Other things affecting how we eat and what we eat are environmental factors such as economic and food availability, as well as social factors including the influence of others, and the palatability of foods. (Torres & Nowson, 2007) I think it is safe to say every single one of these is affected during the holiday season. All though the relationship between stress and eating is not straightforward, and can be quite complex, there are definitely plenty of evidence showcasing how the two truly affect one another.
Now, the million dollar question is how can we mitigate this as best as we can, specially with the season upon us. Well, for starters, I really don’t want you to freak out. Let’s not add even MORE stress to what is potentially already a stressful time of the year. Here are a few things you could potentially work on to help you not just survive the holiday season, but thrive in it!
Be PROACTIVE, not REACTIVE. Talk to your coach, the more information we know, the better we can help you. If you have parties/events/travel coming up please let us know so we can help you come up with a reasonable plan based on that specific event
Set a REALLY solid foundation. This goes for both nutrition and strength training, create a routine, create go-to meals, stick to the basics. Oftentimes, we try to overcomplicate things. Stick to the basic and rely on that to anchor you through the chaos.
Learn to give yourself grace & be flexible. We don’t expect perfection, we just expect your best. Do your best THAT day, give it your all. If you make a mistake, let’s try to learn from it rather than beat yourself up for it. Learn to be flexible, it is okay to miss a workout or two. It is okay to not hit every macro every time, we are looking for general adherence and consistency, not perfection. This is incredibly important when letting go of the “all-or-nothing” mentality.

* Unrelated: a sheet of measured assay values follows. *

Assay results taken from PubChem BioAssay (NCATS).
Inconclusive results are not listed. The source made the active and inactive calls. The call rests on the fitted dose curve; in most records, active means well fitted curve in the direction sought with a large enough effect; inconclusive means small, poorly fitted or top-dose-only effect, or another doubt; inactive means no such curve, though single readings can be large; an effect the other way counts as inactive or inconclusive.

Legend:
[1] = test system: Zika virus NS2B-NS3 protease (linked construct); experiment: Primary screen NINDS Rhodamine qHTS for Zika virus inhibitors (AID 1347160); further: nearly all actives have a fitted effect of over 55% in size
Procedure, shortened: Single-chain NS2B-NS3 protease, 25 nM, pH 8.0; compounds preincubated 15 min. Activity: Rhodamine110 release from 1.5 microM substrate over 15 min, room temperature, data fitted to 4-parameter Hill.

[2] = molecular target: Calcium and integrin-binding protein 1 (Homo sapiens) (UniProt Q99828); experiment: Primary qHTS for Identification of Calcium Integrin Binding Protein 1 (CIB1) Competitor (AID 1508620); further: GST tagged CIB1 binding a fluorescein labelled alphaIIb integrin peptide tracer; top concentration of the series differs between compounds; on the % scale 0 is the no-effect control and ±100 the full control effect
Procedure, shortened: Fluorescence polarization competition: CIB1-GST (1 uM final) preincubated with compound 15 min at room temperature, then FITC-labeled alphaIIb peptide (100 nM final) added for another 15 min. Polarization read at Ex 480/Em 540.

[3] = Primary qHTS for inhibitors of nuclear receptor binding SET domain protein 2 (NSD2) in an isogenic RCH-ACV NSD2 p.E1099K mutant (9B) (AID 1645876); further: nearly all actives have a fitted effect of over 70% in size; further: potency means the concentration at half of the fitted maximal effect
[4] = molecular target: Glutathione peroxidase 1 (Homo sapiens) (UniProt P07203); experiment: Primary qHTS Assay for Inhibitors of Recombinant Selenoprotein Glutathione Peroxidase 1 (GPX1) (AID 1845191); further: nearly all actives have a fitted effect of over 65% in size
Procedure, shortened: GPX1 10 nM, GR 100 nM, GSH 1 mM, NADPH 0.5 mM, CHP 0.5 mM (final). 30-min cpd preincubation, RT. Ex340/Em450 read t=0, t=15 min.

Create boundaries. This one is NOT an easy one for most of us, especially during the holiday season. However, creating boundaries that allow you to continue to prioritize your well-being will help you both in that moment, but also in the long term. This is specifically important when it comes to schedules, sleep, food and alcohol. You KNOW how you will feel after a long night, no sleep, and alcohol. It is okay to say “no thanks” or “not tonight” to SOME things. You can still have fun without feeling like shit for days.
BE PRESENT. This is SO important during this time of year. We forget the TRUE meaning of the holidays and we get wrapped up in everything else. Don’t let that happen. Be present, enjoy the time with your loved ones, don’t let the holidays get away from you while you get lost in the chaos. Take some time for yourself, to decompress, to journal, to meditate, to fill your OWN cup.
Now we understand we may not be able to control the amount of stress that comes this holiday season, but we as coaches will do our best to remove as much of that as we can on our end. I truly hope these five tips help you as we approach this holiday season, and that this helps you understand why we truly focus on your overall well-being not just the scale!